Beating IMAPS and SMTPS (TLS) to a pulp

by Paul Fischer

I think I have finally beaten IMAPS (IMAP with SSL/TLS don’t ask me which) and SMTPS (SMTP with TLS) certificate configurations on my server.

In my case, I am using an OS X 10.3 which has built-in IMAP and SMTP (postfix). They both come pre-configured to use a server.pem file in /var/imap and /etc/postfix respectively.

We use secure IMAP and SMTP to protect our home email server. I’m mostly concerned about people not being able to sniff our passwords.

We use a self-signed certificate and for the past several years we’ve been using different certs for IMAP and SMTP. In the new setup, we use a single cert and put it in both directories. Easy peasey!

This new config satisfies Apple Mail (a.k.a. and Entourage so we’re very very happy with it.

The IMAP and SMTP server config is stock Apple OS X server 10.3. We chose CRAM-MD5 authentication for both. SMTP SSL is set to “use” and IMAP SSL is set to “require”. Once you do that, all you need to do is make the certificate and put them in place. Then restart the server.

1) Create the CA and the cert. You’ll need to answer some questions. The key is for “Common Name” to be the FQDN of your mail server. If your mail server is, use for “Common Name”. I used it for “Common Name”, “Organizational Name”, and “Organizational Unit” just to be safe.

sudo openssl req -new -x509 -nodes -out imapd.cer -keyout imapd.pem -days 3650

2) Concatenate the two files into the server.pem file that OSX wants.

cat imapd.pem imapd.cer > server.pem

3) Copy server.pem to the correct locations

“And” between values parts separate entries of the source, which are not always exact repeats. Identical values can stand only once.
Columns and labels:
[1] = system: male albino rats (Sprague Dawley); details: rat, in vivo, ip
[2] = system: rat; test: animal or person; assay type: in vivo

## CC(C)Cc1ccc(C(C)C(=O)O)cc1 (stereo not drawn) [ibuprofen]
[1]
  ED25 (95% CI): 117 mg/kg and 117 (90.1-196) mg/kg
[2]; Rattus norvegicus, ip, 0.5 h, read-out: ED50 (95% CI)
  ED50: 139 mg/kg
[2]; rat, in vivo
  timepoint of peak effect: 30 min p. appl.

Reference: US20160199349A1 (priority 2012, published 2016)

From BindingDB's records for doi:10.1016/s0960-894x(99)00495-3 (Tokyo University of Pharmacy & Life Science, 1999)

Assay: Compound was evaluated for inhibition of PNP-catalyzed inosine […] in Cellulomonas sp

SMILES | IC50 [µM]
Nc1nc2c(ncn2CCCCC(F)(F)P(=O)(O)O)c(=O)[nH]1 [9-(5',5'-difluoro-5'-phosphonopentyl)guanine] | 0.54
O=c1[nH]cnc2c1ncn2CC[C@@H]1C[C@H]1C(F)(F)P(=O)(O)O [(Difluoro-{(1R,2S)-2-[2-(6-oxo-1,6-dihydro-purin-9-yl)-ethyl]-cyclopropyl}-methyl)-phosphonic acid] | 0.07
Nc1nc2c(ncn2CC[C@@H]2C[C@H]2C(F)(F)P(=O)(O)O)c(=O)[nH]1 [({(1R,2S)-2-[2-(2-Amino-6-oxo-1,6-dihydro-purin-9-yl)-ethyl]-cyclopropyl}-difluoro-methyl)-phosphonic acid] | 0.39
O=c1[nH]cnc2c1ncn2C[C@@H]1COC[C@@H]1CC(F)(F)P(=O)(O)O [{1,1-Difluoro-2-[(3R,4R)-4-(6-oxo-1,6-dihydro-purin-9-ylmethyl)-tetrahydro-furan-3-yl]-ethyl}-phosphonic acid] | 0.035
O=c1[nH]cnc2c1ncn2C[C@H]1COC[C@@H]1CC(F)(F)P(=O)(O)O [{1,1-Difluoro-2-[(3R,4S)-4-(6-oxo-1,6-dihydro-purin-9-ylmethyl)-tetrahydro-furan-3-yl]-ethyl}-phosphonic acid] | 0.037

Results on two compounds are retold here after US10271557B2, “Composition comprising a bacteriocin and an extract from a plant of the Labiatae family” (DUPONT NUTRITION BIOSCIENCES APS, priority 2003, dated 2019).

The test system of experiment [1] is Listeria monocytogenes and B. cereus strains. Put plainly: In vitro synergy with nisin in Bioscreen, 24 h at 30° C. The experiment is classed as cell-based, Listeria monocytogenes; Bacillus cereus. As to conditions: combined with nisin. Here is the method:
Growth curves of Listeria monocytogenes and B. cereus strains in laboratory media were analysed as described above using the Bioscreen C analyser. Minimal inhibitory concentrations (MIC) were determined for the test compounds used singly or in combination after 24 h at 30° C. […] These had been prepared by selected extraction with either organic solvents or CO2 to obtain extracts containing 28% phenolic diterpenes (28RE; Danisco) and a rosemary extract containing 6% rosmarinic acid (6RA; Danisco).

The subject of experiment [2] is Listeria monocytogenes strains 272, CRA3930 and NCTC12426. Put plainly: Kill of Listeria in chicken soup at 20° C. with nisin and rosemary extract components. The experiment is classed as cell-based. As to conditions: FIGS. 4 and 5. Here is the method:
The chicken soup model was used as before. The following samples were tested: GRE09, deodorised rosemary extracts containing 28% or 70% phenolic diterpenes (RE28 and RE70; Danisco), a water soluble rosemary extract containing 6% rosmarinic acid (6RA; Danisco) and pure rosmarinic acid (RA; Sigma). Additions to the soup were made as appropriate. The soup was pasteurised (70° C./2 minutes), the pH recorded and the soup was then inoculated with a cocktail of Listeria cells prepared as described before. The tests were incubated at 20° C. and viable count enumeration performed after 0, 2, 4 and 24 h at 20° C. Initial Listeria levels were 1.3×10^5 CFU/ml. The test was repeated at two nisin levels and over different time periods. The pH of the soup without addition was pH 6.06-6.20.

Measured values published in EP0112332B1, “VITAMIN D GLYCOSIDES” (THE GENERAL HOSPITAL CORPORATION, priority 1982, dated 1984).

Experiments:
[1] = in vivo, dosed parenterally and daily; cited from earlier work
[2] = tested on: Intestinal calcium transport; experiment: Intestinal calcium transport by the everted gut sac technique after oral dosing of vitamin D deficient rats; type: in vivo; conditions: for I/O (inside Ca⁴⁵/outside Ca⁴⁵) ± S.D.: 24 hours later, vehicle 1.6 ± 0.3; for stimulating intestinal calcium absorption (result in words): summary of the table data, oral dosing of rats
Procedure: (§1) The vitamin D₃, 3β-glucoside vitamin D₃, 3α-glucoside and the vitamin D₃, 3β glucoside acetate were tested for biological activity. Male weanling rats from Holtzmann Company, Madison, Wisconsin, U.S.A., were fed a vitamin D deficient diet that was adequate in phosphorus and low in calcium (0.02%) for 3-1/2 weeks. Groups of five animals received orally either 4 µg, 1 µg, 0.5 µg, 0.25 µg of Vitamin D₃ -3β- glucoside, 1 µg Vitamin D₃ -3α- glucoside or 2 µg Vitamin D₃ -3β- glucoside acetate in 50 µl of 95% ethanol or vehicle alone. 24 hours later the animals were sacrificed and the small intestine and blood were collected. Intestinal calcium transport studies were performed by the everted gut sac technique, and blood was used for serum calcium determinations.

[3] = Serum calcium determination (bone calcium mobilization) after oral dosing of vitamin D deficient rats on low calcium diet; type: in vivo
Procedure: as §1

cp server.pem /etc/postfix
cp server.pem /var/imap

4) Restart IMAP and SMTP servers

On the client side, use to connect to the IMAP server using SSL on port 993. You’ll get an error message about the cert not being signed by a valid root cert. That’s OK. Hit the “show certificate” button. Holding down the option key, click on the picture of the certificate and drag it to the desktop. It should create a file with the FQDN of your server and “.pem” on your desktop. Open your keychain and select X.509 anchors from the left hand column. The choose File->Import and choose the .pem file.

Now, when you look at your certificates you should see one with the FQDN of your server. Double click on it, and scroll to the bottom. Hit the little black triangle to the left of “Trust Settings”. Scroll down and the first box you come to is labeled “When using this certificate”. Change it from “Use System Settings” to “Always Trust”. This should change all the boxes below it to “Always Trust”. Close the window and exit KeyChain.

Finally, configure outbound mail to use your server on port 25, with SSL. Choose “MD5 Challenge-Response” for the authentication method first. If this doesn’t work, back off to “password” but make sure that authentication mode is configured on the server. Our old G4 iBook wasn’t able to do MD5 authentication. But the new Macbook Pro was. It may be some difference in the Intel vs PPC binaries, or it may have something to do with the speed of the machine.

I hope this helps anyone else who is trying to make this work. Cheers to you for fighting the good fight.


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